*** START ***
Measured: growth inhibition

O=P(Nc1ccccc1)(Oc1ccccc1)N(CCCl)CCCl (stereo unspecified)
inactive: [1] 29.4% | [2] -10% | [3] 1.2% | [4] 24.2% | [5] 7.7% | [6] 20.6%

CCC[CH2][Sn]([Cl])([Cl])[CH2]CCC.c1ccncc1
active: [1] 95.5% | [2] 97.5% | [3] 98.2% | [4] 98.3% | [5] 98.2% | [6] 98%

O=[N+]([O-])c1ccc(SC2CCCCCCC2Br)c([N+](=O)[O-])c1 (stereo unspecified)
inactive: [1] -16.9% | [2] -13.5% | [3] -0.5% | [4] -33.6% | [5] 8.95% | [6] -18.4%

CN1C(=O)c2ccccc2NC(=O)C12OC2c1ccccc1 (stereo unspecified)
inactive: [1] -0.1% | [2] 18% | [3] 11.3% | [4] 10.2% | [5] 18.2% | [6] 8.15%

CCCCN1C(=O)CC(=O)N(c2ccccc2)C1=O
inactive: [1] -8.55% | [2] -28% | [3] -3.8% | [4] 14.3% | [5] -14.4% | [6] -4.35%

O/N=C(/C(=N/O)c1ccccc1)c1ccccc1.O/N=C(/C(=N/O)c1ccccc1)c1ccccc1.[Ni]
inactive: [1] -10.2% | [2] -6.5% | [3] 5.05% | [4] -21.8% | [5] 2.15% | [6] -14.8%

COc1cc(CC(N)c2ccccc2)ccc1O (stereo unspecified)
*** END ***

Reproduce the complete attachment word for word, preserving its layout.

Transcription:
Measured: growth inhibition

O=P(Nc1ccccc1)(Oc1ccccc1)N(CCCl)CCCl (stereo unspecified)
inactive: [1] 29.4% | [2] -10% | [3] 1.2% | [4] 24.2% | [5] 7.7% | [6] 20.6%

CCC[CH2][Sn]([Cl])([Cl])[CH2]CCC.c1ccncc1
active: [1] 95.5% | [2] 97.5% | [3] 98.2% | [4] 98.3% | [5] 98.2% | [6] 98%

O=[N+]([O-])c1ccc(SC2CCCCCCC2Br)c([N+](=O)[O-])c1 (stereo unspecified)
inactive: [1] -16.9% | [2] -13.5% | [3] -0.5% | [4] -33.6% | [5] 8.95% | [6] -18.4%

CN1C(=O)c2ccccc2NC(=O)C12OC2c1ccccc1 (stereo unspecified)
inactive: [1] -0.1% | [2] 18% | [3] 11.3% | [4] 10.2% | [5] 18.2% | [6] 8.15%

CCCCN1C(=O)CC(=O)N(c2ccccc2)C1=O
inactive: [1] -8.55% | [2] -28% | [3] -3.8% | [4] 14.3% | [5] -14.4% | [6] -4.35%

O/N=C(/C(=N/O)c1ccccc1)c1ccccc1.O/N=C(/C(=N/O)c1ccccc1)c1ccccc1.[Ni]
inactive: [1] -10.2% | [2] -6.5% | [3] 5.05% | [4] -21.8% | [5] 2.15% | [6] -14.8%

COc1cc(CC(N)c2ccccc2)ccc1O (stereo unspecified)